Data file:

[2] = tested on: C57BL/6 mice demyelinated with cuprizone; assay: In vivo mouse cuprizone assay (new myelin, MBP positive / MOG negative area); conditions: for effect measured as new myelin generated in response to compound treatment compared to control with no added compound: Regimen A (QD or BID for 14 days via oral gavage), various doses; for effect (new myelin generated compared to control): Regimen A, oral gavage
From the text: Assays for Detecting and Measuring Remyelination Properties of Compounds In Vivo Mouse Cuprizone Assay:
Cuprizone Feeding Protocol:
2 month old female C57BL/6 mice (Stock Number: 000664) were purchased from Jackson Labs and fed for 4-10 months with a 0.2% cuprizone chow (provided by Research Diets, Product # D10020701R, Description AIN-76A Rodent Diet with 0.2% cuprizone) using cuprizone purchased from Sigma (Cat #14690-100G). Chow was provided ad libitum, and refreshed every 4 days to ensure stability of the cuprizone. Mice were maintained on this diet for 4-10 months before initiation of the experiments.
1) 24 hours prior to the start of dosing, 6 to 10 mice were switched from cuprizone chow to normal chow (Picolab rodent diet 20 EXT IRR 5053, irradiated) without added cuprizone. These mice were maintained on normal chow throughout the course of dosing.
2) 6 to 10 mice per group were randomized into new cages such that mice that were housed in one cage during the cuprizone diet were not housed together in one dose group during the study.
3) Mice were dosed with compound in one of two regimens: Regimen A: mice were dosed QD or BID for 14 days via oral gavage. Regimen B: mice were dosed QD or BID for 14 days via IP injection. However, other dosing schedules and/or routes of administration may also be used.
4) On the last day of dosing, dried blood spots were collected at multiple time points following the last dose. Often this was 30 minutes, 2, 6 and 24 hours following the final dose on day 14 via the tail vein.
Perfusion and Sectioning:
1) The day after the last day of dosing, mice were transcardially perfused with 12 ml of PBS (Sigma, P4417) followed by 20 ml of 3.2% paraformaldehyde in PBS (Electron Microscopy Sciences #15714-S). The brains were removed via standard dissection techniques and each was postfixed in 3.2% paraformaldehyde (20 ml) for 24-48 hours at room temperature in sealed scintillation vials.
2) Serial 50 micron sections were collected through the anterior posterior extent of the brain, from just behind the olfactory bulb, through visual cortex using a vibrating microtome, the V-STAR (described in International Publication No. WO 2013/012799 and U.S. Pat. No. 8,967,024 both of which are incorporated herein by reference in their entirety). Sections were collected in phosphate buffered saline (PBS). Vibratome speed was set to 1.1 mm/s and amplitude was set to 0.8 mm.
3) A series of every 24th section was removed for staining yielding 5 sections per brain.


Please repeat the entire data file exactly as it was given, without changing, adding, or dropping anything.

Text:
[2] = tested on: C57BL/6 mice demyelinated with cuprizone; assay: In vivo mouse cuprizone assay (new myelin, MBP positive / MOG negative area); conditions: for effect measured as new myelin generated in response to compound treatment compared to control with no added compound: Regimen A (QD or BID for 14 days via oral gavage), various doses; for effect (new myelin generated compared to control): Regimen A, oral gavage
From the text: Assays for Detecting and Measuring Remyelination Properties of Compounds In Vivo Mouse Cuprizone Assay:
Cuprizone Feeding Protocol:
2 month old female C57BL/6 mice (Stock Number: 000664) were purchased from Jackson Labs and fed for 4-10 months with a 0.2% cuprizone chow (provided by Research Diets, Product # D10020701R, Description AIN-76A Rodent Diet with 0.2% cuprizone) using cuprizone purchased from Sigma (Cat #14690-100G). Chow was provided ad libitum, and refreshed every 4 days to ensure stability of the cuprizone. Mice were maintained on this diet for 4-10 months before initiation of the experiments.
1) 24 hours prior to the start of dosing, 6 to 10 mice were switched from cuprizone chow to normal chow (Picolab rodent diet 20 EXT IRR 5053, irradiated) without added cuprizone. These mice were maintained on normal chow throughout the course of dosing.
2) 6 to 10 mice per group were randomized into new cages such that mice that were housed in one cage during the cuprizone diet were not housed together in one dose group during the study.
3) Mice were dosed with compound in one of two regimens: Regimen A: mice were dosed QD or BID for 14 days via oral gavage. Regimen B: mice were dosed QD or BID for 14 days via IP injection. However, other dosing schedules and/or routes of administration may also be used.
4) On the last day of dosing, dried blood spots were collected at multiple time points following the last dose. Often this was 30 minutes, 2, 6 and 24 hours following the final dose on day 14 via the tail vein.
Perfusion and Sectioning:
1) The day after the last day of dosing, mice were transcardially perfused with 12 ml of PBS (Sigma, P4417) followed by 20 ml of 3.2% paraformaldehyde in PBS (Electron Microscopy Sciences #15714-S). The brains were removed via standard dissection techniques and each was postfixed in 3.2% paraformaldehyde (20 ml) for 24-48 hours at room temperature in sealed scintillation vials.
2) Serial 50 micron sections were collected through the anterior posterior extent of the brain, from just behind the olfactory bulb, through visual cortex using a vibrating microtome, the V-STAR (described in International Publication No. WO 2013/012799 and U.S. Pat. No. 8,967,024 both of which are incorporated herein by reference in their entirety). Sections were collected in phosphate buffered saline (PBS). Vibratome speed was set to 1.1 mm/s and amplitude was set to 0.8 mm.
3) A series of every 24th section was removed for staining yielding 5 sections per brain.